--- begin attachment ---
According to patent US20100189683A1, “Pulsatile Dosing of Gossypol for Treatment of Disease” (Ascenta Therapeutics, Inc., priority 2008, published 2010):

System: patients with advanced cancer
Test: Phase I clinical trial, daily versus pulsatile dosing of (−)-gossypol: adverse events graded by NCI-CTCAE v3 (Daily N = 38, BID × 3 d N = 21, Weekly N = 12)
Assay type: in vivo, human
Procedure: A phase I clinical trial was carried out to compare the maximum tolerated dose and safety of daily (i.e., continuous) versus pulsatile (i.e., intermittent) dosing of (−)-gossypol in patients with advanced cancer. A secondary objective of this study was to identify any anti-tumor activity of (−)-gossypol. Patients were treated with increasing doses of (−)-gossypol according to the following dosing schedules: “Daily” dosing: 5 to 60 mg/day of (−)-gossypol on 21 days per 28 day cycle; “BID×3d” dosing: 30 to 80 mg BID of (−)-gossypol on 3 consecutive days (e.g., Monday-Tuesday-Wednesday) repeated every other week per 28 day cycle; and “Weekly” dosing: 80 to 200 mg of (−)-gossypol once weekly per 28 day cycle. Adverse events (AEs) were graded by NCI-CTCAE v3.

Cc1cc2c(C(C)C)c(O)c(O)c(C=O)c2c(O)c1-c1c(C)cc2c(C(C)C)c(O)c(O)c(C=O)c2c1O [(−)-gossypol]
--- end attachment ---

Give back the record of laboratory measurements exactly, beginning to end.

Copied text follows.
According to patent US20100189683A1, “Pulsatile Dosing of Gossypol for Treatment of Disease” (Ascenta Therapeutics, Inc., priority 2008, published 2010):

System: patients with advanced cancer
Test: Phase I clinical trial, daily versus pulsatile dosing of (−)-gossypol: adverse events graded by NCI-CTCAE v3 (Daily N = 38, BID × 3 d N = 21, Weekly N = 12)
Assay type: in vivo, human
Procedure: A phase I clinical trial was carried out to compare the maximum tolerated dose and safety of daily (i.e., continuous) versus pulsatile (i.e., intermittent) dosing of (−)-gossypol in patients with advanced cancer. A secondary objective of this study was to identify any anti-tumor activity of (−)-gossypol. Patients were treated with increasing doses of (−)-gossypol according to the following dosing schedules: “Daily” dosing: 5 to 60 mg/day of (−)-gossypol on 21 days per 28 day cycle; “BID×3d” dosing: 30 to 80 mg BID of (−)-gossypol on 3 consecutive days (e.g., Monday-Tuesday-Wednesday) repeated every other week per 28 day cycle; and “Weekly” dosing: 80 to 200 mg of (−)-gossypol once weekly per 28 day cycle. Adverse events (AEs) were graded by NCI-CTCAE v3.

Cc1cc2c(C(C)C)c(O)c(O)c(C=O)c2c(O)c1-c1c(C)cc2c(C(C)C)c(O)c(O)c(C=O)c2c1O [(−)-gossypol]